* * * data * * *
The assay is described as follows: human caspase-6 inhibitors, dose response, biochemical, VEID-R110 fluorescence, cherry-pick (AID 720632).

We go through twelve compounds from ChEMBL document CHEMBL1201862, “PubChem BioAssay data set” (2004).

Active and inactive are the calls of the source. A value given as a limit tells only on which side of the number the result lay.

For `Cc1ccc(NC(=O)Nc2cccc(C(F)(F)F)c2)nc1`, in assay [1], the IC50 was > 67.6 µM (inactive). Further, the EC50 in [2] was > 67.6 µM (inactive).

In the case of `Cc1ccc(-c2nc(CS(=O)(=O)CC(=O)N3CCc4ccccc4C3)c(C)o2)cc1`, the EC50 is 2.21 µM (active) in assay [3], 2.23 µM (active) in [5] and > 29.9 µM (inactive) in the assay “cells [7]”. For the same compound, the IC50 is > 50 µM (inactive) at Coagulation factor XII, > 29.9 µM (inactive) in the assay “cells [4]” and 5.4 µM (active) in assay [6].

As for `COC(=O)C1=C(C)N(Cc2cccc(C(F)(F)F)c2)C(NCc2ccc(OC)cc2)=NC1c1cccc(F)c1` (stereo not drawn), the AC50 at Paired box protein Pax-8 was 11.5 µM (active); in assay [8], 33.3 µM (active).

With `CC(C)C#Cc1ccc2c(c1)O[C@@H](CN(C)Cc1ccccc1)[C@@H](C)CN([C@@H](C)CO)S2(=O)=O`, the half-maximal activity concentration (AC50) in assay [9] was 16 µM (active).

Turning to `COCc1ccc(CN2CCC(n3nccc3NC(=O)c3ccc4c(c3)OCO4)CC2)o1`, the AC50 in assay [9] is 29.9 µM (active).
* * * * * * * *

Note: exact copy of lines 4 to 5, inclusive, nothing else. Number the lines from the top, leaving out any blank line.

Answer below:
For `Cc1ccc(NC(=O)Nc2cccc(C(F)(F)F)c2)nc1`, in assay [1], the IC50 was > 67.6 µM (inactive). Further, the EC50 in [2] was > 67.6 µM (inactive).

In the case of `Cc1ccc(-c2nc(CS(=O)(=O)CC(=O)N3CCc4ccccc4C3)c(C)o2)cc1`, the EC50 is 2.21 µM (active) in assay [3], 2.23 µM (active) in [5] and > 29.9 µM (inactive) in the assay “cells [7]”. For the same compound, the IC50 is > 50 µM (inactive) at Coagulation factor XII, > 29.9 µM (inactive) in the assay “cells [4]” and 5.4 µM (active) in assay [6].